Here’s the original, from Molinari Sambuca Italia:
And here’s the rip-off:
What do they do after she left the comment? They hide it from the page.
She finds out, and tell the guys “You hid my comment?? double #faillllllllllllll”. After a little while, the comment magically reappeared, with this reply: “Hi ____, our apologies, for some reason your link triggered our spam filter and hid your comment automatically. In response to your comment: we did not intentionally create a similar post, what can we say? Great minds think alike! J”
Now, if that is not a big, fat, shameless, impudent, cheap, insolent, brazen, blatant lie, then I am Diego Armando Maradona.
What do you think?
Back in the 1980s, people used to visit exotic places and take a gazillion pictures with big black squared point-and-shoot cameras, then come back home, invite people over, give them crackers, salty biscuits and pistachios, show them the gazillion pictures, and bore them to death.
Here’s me riding a camel. Here’s Jen posing in front of the Great Pyramid. Here’s our driver, Rashid, eating ice cream. Here’s Fritz, a German fellow traveller, dancing to Lady Gaga, on the boat, during the Nile cruise.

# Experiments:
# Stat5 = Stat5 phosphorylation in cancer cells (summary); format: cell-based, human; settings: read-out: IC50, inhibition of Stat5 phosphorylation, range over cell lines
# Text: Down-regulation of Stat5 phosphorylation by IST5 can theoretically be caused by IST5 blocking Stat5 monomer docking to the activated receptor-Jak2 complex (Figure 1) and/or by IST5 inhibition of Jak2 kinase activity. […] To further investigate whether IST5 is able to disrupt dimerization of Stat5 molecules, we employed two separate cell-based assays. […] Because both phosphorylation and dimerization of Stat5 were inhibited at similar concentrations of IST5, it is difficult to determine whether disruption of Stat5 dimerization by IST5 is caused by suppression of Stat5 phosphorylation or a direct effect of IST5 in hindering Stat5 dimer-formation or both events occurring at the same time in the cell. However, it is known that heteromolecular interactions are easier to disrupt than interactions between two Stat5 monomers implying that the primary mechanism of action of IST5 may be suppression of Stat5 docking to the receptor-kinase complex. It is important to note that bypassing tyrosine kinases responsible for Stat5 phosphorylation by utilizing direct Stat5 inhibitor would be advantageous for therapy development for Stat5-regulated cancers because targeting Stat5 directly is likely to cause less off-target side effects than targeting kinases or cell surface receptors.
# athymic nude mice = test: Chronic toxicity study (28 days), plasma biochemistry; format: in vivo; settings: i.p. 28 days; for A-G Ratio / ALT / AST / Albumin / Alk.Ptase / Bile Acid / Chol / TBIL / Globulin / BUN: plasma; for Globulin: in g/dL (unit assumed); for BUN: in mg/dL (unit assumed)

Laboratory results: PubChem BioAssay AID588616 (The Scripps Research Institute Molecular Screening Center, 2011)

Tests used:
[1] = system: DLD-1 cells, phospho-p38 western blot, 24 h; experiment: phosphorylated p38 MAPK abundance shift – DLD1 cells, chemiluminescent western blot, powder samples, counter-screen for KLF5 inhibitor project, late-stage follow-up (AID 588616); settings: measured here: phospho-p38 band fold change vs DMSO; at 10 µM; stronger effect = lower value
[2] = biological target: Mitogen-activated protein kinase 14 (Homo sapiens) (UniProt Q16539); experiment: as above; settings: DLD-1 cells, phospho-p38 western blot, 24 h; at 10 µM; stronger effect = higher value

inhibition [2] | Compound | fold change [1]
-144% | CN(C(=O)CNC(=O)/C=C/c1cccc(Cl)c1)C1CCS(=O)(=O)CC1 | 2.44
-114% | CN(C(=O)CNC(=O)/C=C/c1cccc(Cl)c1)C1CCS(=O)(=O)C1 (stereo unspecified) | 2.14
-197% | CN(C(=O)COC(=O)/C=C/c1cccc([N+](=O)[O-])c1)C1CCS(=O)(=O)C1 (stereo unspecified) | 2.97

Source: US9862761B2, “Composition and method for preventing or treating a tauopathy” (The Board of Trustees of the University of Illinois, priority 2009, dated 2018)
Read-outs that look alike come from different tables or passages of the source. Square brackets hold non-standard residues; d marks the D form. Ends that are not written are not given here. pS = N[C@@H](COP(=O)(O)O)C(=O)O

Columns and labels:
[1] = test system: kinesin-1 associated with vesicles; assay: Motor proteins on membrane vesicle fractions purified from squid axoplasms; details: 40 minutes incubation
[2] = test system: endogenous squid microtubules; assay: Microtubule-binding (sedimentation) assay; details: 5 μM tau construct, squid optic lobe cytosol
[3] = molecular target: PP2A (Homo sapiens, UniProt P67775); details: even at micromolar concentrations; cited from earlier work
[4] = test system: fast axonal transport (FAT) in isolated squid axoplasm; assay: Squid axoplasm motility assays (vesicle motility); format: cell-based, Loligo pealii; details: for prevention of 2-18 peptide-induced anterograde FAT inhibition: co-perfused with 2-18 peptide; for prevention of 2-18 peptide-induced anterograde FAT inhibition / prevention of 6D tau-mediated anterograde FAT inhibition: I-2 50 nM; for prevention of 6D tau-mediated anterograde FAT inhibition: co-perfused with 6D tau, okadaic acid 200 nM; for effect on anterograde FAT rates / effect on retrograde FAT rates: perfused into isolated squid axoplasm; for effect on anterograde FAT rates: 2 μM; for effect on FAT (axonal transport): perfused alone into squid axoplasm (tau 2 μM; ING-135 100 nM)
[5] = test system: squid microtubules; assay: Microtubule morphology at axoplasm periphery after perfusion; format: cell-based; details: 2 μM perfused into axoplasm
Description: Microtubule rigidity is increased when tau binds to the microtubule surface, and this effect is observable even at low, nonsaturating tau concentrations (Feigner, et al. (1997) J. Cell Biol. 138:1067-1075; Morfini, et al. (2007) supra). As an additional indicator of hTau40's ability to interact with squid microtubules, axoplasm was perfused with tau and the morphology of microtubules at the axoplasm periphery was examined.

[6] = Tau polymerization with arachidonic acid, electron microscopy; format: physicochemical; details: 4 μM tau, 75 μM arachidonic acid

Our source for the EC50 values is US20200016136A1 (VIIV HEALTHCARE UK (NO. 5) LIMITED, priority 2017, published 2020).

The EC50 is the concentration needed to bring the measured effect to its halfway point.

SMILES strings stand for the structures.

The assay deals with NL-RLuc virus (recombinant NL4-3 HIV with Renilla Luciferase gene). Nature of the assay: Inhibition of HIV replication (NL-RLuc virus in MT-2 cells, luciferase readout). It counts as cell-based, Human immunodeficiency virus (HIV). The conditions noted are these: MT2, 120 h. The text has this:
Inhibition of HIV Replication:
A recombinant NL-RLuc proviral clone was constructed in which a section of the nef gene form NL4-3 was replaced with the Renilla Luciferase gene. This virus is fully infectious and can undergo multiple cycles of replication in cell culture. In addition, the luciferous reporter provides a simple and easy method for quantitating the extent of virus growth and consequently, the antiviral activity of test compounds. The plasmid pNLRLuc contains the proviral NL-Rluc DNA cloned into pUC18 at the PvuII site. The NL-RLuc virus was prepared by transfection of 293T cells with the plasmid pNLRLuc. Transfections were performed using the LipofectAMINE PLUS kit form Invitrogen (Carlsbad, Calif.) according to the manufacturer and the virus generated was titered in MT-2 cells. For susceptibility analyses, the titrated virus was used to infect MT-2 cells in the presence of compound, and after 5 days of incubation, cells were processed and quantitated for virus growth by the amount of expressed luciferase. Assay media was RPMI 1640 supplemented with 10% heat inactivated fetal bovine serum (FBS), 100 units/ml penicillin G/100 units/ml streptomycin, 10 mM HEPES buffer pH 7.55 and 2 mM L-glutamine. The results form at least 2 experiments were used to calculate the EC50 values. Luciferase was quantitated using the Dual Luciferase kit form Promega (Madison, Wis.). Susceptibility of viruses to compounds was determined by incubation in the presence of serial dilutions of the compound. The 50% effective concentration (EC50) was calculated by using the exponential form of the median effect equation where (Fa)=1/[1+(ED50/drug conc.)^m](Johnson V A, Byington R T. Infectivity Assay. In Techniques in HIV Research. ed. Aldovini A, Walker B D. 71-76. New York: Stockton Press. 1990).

And so on and so forth, multiplied by a gazillion times.
We already spent some time explaining why Burberry, AKA one of the toppermost social brands ever, AKA the reference when it comes to all things digital marketing-related, is surprisingly weak on Pinterest (and Instagram), when they talk about London.
I mean, London is not exactly like Hull – two streets, three pubs, fish & chips shop, that’s it – so why are they always posting pictures of Trafalgar Square, Westminster, Tower Bridge and other rather unoriginal stuff?
The only explanation is they hired a team of social media veterans – meaning they are a bunch 75-year-olds accountants with a passion for colourless clichéd holiday photography.
Now, my point is: do you want to show London’s vibe, its characters and countless shades of Majesty and Beauty, in an original and unique – yet organic mummy-friendly – way? Then get inspired here: